Setting Up File Aliases

With AcuXDBC, you can define file aliases when adding XFDs to your system catalog with xdbcutil.

A file alias is a way to map data files, .xfd files, and SQL tables. It is used at runtime to dynamically reassign a file name that is referenced in an ASSIGN clause or, if the ASSIGN clause is a variable, from the FILE directive.

File aliases are useful when:

These situations can easily occur in a large company, in which one COBOL file needs to point to more than one company. For example, Corporation A supports several other companies (say, company01 and company 02) and wants to use the same code to point to each company. Corporation A has named its COBOL file company, so the XFD file would be called company.xfd. Because Corporation A wants to use this same code for company01 and company02, it has set up the code to point to data files company01.dat and company02.dat.

Let's also say that Corporation A wants to use a different name when referring to the data files from SQL (maybe the name is too long or cumbersome). No problem! Corporation A can specify all three components: the XFD name, the database table name, and the data file name. All of this information, along with the schema to load the tables into, is specified using the Windows batch file addfile.bat or the UNIX/Linux shell script You can also you xdbcutil.exe on Windows or the xdbcutil/ on UNIX/Linux.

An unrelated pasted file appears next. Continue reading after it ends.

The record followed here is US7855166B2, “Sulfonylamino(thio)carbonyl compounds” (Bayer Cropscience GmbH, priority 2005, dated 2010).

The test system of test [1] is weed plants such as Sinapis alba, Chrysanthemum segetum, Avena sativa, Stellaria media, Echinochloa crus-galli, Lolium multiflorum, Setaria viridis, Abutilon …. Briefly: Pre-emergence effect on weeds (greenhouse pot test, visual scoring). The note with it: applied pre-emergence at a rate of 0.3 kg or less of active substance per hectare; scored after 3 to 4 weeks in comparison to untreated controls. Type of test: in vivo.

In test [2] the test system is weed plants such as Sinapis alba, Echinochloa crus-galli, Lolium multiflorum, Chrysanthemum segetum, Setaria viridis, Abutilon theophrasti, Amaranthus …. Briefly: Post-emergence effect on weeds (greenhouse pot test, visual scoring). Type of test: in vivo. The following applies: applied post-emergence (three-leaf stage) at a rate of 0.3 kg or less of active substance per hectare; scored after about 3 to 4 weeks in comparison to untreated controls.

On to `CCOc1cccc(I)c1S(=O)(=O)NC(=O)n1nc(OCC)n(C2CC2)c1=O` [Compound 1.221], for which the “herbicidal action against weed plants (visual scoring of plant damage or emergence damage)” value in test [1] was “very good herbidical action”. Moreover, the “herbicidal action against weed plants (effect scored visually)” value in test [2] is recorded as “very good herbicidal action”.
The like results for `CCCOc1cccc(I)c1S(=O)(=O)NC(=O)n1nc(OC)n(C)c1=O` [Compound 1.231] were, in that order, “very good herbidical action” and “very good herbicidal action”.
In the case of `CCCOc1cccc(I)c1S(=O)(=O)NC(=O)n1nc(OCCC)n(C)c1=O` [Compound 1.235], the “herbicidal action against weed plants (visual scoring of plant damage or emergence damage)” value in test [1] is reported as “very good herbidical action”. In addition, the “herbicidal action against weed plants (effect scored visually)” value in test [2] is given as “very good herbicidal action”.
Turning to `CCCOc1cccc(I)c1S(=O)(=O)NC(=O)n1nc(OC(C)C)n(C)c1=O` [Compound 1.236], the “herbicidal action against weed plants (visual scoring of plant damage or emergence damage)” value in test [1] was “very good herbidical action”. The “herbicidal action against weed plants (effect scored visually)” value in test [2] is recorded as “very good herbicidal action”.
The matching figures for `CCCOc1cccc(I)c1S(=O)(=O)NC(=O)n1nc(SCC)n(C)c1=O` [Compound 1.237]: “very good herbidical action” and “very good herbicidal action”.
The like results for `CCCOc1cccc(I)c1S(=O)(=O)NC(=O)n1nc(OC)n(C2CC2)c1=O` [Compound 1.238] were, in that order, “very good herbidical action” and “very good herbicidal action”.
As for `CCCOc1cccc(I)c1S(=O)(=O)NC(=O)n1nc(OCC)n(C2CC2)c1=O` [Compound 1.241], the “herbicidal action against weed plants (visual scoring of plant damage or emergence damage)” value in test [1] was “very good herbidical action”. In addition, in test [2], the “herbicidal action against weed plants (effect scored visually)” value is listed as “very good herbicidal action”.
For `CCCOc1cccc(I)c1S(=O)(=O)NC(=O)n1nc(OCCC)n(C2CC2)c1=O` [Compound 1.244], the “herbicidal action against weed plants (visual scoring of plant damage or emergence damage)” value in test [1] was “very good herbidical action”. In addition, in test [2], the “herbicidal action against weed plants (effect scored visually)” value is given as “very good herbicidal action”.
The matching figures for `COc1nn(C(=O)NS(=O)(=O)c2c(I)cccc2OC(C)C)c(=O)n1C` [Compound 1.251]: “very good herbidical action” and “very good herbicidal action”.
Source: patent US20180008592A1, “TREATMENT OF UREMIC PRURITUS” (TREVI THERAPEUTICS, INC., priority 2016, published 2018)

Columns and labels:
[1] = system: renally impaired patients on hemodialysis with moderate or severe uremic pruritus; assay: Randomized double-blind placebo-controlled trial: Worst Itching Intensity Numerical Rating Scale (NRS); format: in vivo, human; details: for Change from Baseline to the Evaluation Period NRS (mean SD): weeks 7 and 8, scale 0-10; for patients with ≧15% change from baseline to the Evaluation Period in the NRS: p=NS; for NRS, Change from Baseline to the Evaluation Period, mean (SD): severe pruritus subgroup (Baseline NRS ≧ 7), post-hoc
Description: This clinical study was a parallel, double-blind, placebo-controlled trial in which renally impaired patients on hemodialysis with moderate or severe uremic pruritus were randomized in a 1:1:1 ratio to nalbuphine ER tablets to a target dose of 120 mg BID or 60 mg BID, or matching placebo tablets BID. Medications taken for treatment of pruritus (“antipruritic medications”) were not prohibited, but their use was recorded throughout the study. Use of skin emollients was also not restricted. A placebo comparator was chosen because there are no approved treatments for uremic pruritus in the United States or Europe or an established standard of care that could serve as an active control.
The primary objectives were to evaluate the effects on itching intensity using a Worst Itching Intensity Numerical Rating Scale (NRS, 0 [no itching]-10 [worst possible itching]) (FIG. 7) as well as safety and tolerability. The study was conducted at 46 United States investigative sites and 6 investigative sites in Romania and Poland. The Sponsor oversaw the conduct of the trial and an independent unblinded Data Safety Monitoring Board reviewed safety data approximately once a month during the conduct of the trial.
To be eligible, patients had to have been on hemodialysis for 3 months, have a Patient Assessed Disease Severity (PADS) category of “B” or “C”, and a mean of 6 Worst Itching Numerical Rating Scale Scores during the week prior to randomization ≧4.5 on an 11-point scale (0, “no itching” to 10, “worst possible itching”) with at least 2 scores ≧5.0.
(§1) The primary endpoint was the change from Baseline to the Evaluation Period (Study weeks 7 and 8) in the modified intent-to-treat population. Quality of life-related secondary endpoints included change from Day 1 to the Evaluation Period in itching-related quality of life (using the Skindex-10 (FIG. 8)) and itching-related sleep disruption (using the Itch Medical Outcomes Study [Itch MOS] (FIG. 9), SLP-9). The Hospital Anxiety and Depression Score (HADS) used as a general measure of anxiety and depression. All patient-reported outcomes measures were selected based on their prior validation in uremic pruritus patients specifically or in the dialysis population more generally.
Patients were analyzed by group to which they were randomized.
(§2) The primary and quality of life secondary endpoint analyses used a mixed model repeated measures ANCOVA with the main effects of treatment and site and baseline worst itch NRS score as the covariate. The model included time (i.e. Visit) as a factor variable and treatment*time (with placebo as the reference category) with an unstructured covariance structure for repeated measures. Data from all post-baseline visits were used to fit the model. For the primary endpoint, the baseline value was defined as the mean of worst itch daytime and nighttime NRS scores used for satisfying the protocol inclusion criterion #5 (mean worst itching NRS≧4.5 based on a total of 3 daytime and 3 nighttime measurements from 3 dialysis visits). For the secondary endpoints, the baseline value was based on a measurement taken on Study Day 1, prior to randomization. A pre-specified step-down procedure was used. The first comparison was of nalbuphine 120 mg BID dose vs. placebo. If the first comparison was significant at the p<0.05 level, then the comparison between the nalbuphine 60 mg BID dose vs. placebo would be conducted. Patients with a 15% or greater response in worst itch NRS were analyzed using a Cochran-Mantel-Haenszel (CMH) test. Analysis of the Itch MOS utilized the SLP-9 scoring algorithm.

Note that another issue that you may need to consider is the configuration file variable FILE_PREFIX, which points to the directory in which your files are stored.

If your .xfd and data files for a table have different names, define a file name alias on the xdbcutil command line or in the list file using the standard syntax. Simply enter the alias as the third parameter.


For example:


indicates that an alias should be assigned to the file named Company1. In this example, Acme is the name of the XFD file being read, Table1 is the name to be used in SQL statements, and Company1 plus FILE_SUFFIX, if any, is the filename that will be used.

See Loading the System Catalog with Your XFDs for information about loading XFD files.